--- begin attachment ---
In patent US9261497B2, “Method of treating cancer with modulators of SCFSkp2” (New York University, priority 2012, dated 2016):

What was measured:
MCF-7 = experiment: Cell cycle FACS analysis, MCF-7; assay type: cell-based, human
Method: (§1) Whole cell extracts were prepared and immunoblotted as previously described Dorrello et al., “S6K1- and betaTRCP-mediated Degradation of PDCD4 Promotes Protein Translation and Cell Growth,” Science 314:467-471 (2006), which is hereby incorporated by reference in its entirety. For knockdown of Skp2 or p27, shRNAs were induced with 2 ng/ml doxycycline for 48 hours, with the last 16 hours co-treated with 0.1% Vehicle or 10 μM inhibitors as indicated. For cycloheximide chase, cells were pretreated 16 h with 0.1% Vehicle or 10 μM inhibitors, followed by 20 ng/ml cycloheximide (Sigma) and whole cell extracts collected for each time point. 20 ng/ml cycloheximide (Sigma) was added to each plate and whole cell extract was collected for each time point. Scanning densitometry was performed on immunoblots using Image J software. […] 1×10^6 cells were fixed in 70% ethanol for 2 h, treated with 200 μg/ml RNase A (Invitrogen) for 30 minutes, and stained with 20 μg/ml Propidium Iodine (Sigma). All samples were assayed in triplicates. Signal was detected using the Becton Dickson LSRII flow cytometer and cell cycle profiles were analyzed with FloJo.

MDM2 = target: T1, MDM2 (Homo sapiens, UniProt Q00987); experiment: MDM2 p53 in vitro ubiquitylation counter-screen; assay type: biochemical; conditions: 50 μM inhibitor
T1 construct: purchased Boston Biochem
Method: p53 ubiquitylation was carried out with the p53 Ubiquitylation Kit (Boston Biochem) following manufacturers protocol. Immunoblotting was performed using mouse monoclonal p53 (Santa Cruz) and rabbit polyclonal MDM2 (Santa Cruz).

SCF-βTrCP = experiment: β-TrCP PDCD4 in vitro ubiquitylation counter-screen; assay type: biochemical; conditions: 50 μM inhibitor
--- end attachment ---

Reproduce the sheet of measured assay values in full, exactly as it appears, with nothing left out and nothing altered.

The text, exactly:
In patent US9261497B2, “Method of treating cancer with modulators of SCFSkp2” (New York University, priority 2012, dated 2016):

What was measured:
MCF-7 = experiment: Cell cycle FACS analysis, MCF-7; assay type: cell-based, human
Method: (§1) Whole cell extracts were prepared and immunoblotted as previously described Dorrello et al., “S6K1- and betaTRCP-mediated Degradation of PDCD4 Promotes Protein Translation and Cell Growth,” Science 314:467-471 (2006), which is hereby incorporated by reference in its entirety. For knockdown of Skp2 or p27, shRNAs were induced with 2 ng/ml doxycycline for 48 hours, with the last 16 hours co-treated with 0.1% Vehicle or 10 μM inhibitors as indicated. For cycloheximide chase, cells were pretreated 16 h with 0.1% Vehicle or 10 μM inhibitors, followed by 20 ng/ml cycloheximide (Sigma) and whole cell extracts collected for each time point. 20 ng/ml cycloheximide (Sigma) was added to each plate and whole cell extract was collected for each time point. Scanning densitometry was performed on immunoblots using Image J software. […] 1×10^6 cells were fixed in 70% ethanol for 2 h, treated with 200 μg/ml RNase A (Invitrogen) for 30 minutes, and stained with 20 μg/ml Propidium Iodine (Sigma). All samples were assayed in triplicates. Signal was detected using the Becton Dickson LSRII flow cytometer and cell cycle profiles were analyzed with FloJo.

MDM2 = target: T1, MDM2 (Homo sapiens, UniProt Q00987); experiment: MDM2 p53 in vitro ubiquitylation counter-screen; assay type: biochemical; conditions: 50 μM inhibitor
T1 construct: purchased Boston Biochem
Method: p53 ubiquitylation was carried out with the p53 Ubiquitylation Kit (Boston Biochem) following manufacturers protocol. Immunoblotting was performed using mouse monoclonal p53 (Santa Cruz) and rabbit polyclonal MDM2 (Santa Cruz).

SCF-βTrCP = experiment: β-TrCP PDCD4 in vitro ubiquitylation counter-screen; assay type: biochemical; conditions: 50 μM inhibitor